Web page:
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Sewage problems crop up on Toytown Road in Croghan

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BEAVER FALLS — When Toytown Road residents Derrick R. Reynolds and Tasha M. Tehonica woke up one morning in November, they found their furnace under two feet of water. They didn’t know the cause and they didn’t expect what was to come in the months to follow — more water and, eventually, a 5-foot-deep sewage-filled sinkhole in their yard.

Multiple residents on the small loop of about a dozen houses also began experiencing flooded basements in November.

With the ground frozen, town of Croghan officials were unable to assess the source of the problem and residents were left to guess.

Some thought it was caused by old sewage pipes, left after a 2007 sewer project installed new pipes and exits, while others thought it was the new lines.

Some residents suspected groundwater, while others reported never having problems despite having higher water levels in the past.

They’ve also said flooding in basements was lower after the thaw.

Warren W. Shaw, the Croghan highway superintendent, said the town is looking into the cause of the problem.

“No one really knows right now,” he said.

“The layout of pipes underground may pose an issue, as well,” he said.

Town Supervisor Andrew A. Lehman said records are not entirely clear on where the pipes originally were placed when the homes were built.

Now that the ground has thawed, the town of Croghan is looking for answers with outside help.

Nichelle L. Billhardt, manager of the Lewis County Soil and Water Conservation District, said, “We have been out to Toytown Road to survey the area and create a potential surface drainage solution. There does appear to be significant water issues there, and we are looking into a solution to alleviate the drainage problem.”

Mr. Lehman said once the cause is determined, a solution can be figured out.

Adding to the confusion is the fact that different households have experienced different problems.

Mr. Reynolds’s flooding is coming from the old sewage pipes, but for Paula M. and Lionel P. Batuyong, whose backyard borders Mr. Reynolds’s backyard, the water is entering from a leak near the new pipe and much smaller in comparison.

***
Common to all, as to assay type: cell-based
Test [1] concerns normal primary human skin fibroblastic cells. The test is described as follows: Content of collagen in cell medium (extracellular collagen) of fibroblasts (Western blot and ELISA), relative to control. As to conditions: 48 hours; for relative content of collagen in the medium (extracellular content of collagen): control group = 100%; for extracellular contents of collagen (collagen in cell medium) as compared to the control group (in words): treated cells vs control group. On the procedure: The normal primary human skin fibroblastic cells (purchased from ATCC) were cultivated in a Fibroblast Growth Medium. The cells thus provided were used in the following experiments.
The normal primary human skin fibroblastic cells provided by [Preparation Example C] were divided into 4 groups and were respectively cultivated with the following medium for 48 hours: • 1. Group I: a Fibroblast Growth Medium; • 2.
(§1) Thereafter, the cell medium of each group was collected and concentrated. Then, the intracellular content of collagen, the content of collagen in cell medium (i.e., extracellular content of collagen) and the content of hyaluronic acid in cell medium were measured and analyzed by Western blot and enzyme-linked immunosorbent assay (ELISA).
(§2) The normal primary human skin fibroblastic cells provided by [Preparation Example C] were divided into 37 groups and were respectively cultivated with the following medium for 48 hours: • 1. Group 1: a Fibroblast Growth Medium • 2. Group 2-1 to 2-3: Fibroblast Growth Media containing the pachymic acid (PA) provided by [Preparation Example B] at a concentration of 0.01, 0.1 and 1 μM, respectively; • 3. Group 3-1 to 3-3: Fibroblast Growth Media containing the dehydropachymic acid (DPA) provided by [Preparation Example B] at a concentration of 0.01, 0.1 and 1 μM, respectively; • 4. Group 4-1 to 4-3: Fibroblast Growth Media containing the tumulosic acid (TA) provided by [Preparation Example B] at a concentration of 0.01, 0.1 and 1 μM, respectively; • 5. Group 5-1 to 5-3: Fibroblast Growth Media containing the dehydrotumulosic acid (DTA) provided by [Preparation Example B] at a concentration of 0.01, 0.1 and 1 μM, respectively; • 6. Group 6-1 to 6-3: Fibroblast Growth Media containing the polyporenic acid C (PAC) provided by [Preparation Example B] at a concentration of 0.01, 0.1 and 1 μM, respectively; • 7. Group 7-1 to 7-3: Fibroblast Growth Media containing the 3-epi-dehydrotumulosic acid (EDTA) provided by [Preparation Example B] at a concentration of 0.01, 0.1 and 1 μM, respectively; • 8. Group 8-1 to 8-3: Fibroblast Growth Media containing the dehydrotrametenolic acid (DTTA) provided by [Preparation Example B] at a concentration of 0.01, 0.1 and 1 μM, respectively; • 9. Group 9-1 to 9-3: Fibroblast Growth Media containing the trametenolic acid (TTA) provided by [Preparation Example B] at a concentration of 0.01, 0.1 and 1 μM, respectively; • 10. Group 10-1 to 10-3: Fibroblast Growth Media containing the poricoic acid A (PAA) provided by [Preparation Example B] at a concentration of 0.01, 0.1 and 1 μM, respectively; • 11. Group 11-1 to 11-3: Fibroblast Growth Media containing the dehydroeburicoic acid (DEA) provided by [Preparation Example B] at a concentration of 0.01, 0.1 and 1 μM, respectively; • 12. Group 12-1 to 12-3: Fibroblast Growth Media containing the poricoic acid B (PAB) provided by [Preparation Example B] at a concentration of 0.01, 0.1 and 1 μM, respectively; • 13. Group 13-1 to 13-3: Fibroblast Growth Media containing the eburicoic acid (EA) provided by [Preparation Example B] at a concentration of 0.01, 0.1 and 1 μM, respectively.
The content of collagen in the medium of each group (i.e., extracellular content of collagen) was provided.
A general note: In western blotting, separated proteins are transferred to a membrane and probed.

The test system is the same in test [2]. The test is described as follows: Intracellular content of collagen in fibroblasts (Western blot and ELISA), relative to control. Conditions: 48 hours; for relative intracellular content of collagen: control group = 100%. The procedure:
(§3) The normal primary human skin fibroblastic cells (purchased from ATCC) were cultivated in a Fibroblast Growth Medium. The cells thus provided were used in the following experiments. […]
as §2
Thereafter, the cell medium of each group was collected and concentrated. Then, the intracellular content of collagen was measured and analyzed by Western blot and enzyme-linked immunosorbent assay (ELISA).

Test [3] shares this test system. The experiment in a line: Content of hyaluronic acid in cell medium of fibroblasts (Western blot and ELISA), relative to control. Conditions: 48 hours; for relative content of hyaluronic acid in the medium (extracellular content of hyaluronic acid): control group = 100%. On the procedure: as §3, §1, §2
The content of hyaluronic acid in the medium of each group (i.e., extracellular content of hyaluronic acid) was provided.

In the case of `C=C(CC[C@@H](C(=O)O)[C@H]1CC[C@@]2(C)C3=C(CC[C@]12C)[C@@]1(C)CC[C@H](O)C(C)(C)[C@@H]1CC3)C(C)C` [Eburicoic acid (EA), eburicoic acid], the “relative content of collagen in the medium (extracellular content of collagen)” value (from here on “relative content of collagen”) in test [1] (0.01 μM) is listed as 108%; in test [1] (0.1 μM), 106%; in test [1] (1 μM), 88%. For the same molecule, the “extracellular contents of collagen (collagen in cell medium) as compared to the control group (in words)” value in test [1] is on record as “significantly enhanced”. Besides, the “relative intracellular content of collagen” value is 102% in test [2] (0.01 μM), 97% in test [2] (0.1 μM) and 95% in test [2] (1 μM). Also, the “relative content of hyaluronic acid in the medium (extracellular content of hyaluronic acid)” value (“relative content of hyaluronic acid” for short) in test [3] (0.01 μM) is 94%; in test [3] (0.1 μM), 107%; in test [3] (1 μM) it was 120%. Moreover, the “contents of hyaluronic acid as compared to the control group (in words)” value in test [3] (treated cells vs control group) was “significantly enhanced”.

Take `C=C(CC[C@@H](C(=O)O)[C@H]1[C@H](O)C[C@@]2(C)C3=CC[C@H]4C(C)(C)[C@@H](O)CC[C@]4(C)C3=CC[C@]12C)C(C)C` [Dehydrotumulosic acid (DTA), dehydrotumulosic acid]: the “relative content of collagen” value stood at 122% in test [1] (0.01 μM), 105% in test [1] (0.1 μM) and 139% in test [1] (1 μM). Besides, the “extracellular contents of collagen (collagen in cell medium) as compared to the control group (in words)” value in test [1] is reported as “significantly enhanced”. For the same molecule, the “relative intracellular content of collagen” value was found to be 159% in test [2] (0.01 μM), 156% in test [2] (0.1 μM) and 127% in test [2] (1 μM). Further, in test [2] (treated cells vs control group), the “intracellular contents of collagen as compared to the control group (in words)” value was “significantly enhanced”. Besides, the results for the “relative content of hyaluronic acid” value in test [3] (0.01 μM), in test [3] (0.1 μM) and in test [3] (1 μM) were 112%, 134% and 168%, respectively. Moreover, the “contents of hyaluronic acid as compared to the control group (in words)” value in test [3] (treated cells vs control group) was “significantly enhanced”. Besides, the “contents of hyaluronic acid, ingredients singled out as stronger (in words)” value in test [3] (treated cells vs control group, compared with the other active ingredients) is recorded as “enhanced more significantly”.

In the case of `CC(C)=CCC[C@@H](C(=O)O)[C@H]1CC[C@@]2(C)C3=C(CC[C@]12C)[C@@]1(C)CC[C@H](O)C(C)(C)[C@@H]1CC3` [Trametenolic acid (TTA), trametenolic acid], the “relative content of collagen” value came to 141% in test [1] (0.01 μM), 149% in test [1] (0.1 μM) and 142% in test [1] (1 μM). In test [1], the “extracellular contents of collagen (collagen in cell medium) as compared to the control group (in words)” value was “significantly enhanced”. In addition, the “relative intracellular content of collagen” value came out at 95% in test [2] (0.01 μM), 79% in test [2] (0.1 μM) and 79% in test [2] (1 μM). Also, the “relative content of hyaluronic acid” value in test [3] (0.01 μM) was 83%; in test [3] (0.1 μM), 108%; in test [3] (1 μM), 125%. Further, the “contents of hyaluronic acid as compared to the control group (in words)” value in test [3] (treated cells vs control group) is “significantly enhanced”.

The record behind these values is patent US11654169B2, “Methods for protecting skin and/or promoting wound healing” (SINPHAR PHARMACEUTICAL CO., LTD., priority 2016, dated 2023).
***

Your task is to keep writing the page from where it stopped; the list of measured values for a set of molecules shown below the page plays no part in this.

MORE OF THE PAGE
“We hope, or think, it’s groundwater,” Mrs. Batuyong said.

Roger A. Waite has lived across the street from Mr. Reynolds for five years and never experienced what he dealt with this winter.

At one point under three feet of water, everything in his basement was ruined, while his furnace and water heater sustained damage.

Where’s the water entering his basement coming from?

“I’ll let you know when it gets low enough to tell,” Mr. Waite said.

Chris D. and Joyce J. Hodkinson said that in 18 years on Toytown Road, they never had a problem like they’ve seen this year.

Mrs. Hodkinson said natural springs run around their property, and while they’ve on occasion caused a frog pond to form outside, the basement has always been dry enough that they could store belongings in it.

A small gutter runs along the interior wall of the Hodkinsons’ basement, where it used to flow into the old sewage lines, which led to the Beaver River.

The new system does not feed the water in the new lines.

Their problems also began in the fall with a foot of water pouring in.

Their problems continue.

“We’ve been without heat and hot water since last Tuesday,” Mrs. Hodkinson said Monday.

After three submersions for the furnace, it gave out and required new parts.

Residents attended a town meeting in the winter, but were told nothing could be done until spring.

For Mr. Reynolds, who watched the water continue to enter from the old sewer pipe, that answer wasn’t satisfactory.

More than a decade ago, the state Department of Environmental Conservation discovered that 55 properties were discharging raw sewage into the Beaver River, which feeds into the Black River. That discovery prompted the installation of the new sewer system.

“The old sewage went right into the river. They should have removed or capped the pipes. The board told us they kept the old drain in there as a ‘courtesy,’” Mr. Reynolds said.

While DEC prompted the installation of the current sewer system, it does not take responsibility for the current problem.

”We’re not part of the solution,” said Stephen W. Litwhiler, DEC spokesman.

As for keeping the lines open to the river as a courtesy, Mr. Litwhiler said, “It’s not the best management practice, but it’s not a violation.”

Mr. Reynolds took matter into his own hands, pouring 400 pounds of concrete into the old pipe to remedy the situation.

Water, however, continues to fill the basement.

They lost many items, including props for Ms. Tehonica’s photography business.

The worst, for them, was yet to come.

“The ground thawed and I went to rake. I noticed two small holes by the grinder pump,” he said.

He stuck a pole into the ground and it easily sank two feet.

“I pressed harder and it went five and a half feet down,” he said.

He pulled out the pole.

“It smelled like sewer,” he said.

It appeared the increased water in the basement, which he fed back through the new sewer lines, was not going to the sewer treatment plant.

Somewhere underground in his yard, the pipes had broken and the high pressure from the grinder pump made the water erode the soil in his yard.

The town of Croghan fixed the pipes, but returned the contaminated soil to the yard.

Last week, an odor was still present.

“We can’t let the kids even walk across it,” he said.

The pump is still working overtime, as evidenced by the alarm that consistently buzzes once or twice an hour.

“I’m getting used to the noise, but the neighbors must hate it,” he said.

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